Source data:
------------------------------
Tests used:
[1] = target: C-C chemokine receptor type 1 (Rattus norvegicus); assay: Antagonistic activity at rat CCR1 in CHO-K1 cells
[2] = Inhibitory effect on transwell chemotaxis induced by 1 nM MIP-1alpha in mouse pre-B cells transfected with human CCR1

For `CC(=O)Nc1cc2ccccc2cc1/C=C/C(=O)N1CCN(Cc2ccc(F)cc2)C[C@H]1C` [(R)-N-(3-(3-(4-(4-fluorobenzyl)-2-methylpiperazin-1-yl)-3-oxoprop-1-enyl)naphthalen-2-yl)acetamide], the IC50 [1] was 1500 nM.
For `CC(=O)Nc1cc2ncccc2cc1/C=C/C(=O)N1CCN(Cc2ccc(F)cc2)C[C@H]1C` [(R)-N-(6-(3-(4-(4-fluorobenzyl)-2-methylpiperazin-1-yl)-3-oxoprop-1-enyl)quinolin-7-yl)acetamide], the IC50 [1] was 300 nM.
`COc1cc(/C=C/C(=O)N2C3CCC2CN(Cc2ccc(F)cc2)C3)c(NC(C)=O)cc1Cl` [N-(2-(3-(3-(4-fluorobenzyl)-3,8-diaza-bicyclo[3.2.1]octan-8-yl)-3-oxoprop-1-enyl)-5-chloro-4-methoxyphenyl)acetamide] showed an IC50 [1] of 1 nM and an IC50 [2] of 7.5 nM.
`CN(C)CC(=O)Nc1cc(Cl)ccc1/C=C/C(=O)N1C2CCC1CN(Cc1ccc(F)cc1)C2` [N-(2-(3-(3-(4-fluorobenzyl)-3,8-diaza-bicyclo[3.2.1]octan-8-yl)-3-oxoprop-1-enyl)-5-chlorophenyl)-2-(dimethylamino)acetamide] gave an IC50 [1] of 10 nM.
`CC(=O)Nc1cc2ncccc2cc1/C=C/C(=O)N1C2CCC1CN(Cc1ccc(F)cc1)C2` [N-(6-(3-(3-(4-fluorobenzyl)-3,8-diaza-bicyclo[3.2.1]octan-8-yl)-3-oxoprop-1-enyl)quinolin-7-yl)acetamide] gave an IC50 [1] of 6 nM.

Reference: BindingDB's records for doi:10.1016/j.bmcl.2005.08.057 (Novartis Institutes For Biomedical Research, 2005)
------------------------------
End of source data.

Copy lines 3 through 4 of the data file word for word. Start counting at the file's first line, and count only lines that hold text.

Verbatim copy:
[2] = Inhibitory effect on transwell chemotaxis induced by 1 nM MIP-1alpha in mouse pre-B cells transfected with human CCR1

For `CC(=O)Nc1cc2ccccc2cc1/C=C/C(=O)N1CCN(Cc2ccc(F)cc2)C[C@H]1C` [(R)-N-(3-(3-(4-(4-fluorobenzyl)-2-methylpiperazin-1-yl)-3-oxoprop-1-enyl)naphthalen-2-yl)acetamide], the IC50 [1] was 1500 nM.